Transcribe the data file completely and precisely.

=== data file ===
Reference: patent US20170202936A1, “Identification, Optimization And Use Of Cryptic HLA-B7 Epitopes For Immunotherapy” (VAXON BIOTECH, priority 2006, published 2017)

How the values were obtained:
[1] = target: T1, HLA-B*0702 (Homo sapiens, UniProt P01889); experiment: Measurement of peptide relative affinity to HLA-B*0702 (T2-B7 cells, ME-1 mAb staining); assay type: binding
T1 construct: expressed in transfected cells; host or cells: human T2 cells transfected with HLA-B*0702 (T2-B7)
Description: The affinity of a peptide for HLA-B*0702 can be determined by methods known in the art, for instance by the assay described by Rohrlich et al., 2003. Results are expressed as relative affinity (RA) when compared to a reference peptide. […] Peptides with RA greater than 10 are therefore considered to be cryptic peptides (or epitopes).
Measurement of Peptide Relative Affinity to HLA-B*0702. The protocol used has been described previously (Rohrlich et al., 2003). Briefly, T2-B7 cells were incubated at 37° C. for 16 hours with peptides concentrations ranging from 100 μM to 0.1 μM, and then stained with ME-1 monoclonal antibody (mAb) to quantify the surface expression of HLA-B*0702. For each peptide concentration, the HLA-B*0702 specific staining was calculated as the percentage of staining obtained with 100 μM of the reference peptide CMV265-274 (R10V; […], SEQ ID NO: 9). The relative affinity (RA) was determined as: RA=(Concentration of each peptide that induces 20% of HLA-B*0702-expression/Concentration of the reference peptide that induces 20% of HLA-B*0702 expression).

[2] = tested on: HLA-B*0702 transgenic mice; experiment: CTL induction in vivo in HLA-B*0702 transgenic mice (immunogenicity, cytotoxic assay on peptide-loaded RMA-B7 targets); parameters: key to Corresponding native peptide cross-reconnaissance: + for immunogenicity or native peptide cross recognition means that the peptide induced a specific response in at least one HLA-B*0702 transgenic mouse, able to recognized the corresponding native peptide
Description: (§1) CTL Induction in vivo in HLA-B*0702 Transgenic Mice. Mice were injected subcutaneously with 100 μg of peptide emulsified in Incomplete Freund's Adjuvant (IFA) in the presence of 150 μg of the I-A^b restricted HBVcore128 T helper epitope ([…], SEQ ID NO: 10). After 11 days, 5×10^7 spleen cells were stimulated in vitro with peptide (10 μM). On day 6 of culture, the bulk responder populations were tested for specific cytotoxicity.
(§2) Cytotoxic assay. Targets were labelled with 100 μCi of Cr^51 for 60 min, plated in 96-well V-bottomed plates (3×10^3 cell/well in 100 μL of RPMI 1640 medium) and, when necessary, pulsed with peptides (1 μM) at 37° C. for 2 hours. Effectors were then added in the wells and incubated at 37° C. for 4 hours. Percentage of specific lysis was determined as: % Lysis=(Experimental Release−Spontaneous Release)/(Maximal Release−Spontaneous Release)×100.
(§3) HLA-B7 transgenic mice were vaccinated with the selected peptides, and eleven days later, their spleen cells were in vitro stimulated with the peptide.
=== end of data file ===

Reference: patent US20170202936A1, “Identification, Optimization And Use Of Cryptic HLA-B7 Epitopes For Immunotherapy” (VAXON BIOTECH, priority 2006, published 2017)

How the values were obtained:
[1] = target: T1, HLA-B*0702 (Homo sapiens, UniProt P01889); experiment: Measurement of peptide relative affinity to HLA-B*0702 (T2-B7 cells, ME-1 mAb staining); assay type: binding
T1 construct: expressed in transfected cells; host or cells: human T2 cells transfected with HLA-B*0702 (T2-B7)
Description: The affinity of a peptide for HLA-B*0702 can be determined by methods known in the art, for instance by the assay described by Rohrlich et al., 2003. Results are expressed as relative affinity (RA) when compared to a reference peptide. […] Peptides with RA greater than 10 are therefore considered to be cryptic peptides (or epitopes).
Measurement of Peptide Relative Affinity to HLA-B*0702. The protocol used has been described previously (Rohrlich et al., 2003). Briefly, T2-B7 cells were incubated at 37° C. for 16 hours with peptides concentrations ranging from 100 μM to 0.1 μM, and then stained with ME-1 monoclonal antibody (mAb) to quantify the surface expression of HLA-B*0702. For each peptide concentration, the HLA-B*0702 specific staining was calculated as the percentage of staining obtained with 100 μM of the reference peptide CMV265-274 (R10V; […], SEQ ID NO: 9). The relative affinity (RA) was determined as: RA=(Concentration of each peptide that induces 20% of HLA-B*0702-expression/Concentration of the reference peptide that induces 20% of HLA-B*0702 expression).

[2] = tested on: HLA-B*0702 transgenic mice; experiment: CTL induction in vivo in HLA-B*0702 transgenic mice (immunogenicity, cytotoxic assay on peptide-loaded RMA-B7 targets); parameters: key to Corresponding native peptide cross-reconnaissance: + for immunogenicity or native peptide cross recognition means that the peptide induced a specific response in at least one HLA-B*0702 transgenic mouse, able to recognized the corresponding native peptide
Description: (§1) CTL Induction in vivo in HLA-B*0702 Transgenic Mice. Mice were injected subcutaneously with 100 μg of peptide emulsified in Incomplete Freund's Adjuvant (IFA) in the presence of 150 μg of the I-A^b restricted HBVcore128 T helper epitope ([…], SEQ ID NO: 10). After 11 days, 5×10^7 spleen cells were stimulated in vitro with peptide (10 μM). On day 6 of culture, the bulk responder populations were tested for specific cytotoxicity.
(§2) Cytotoxic assay. Targets were labelled with 100 μCi of Cr^51 for 60 min, plated in 96-well V-bottomed plates (3×10^3 cell/well in 100 μL of RPMI 1640 medium) and, when necessary, pulsed with peptides (1 μM) at 37° C. for 2 hours. Effectors were then added in the wells and incubated at 37° C. for 4 hours. Percentage of specific lysis was determined as: % Lysis=(Experimental Release−Spontaneous Release)/(Maximal Release−Spontaneous Release)×100.
(§3) HLA-B7 transgenic mice were vaccinated with the selected peptides, and eleven days later, their spleen cells were in vitro stimulated with the peptide.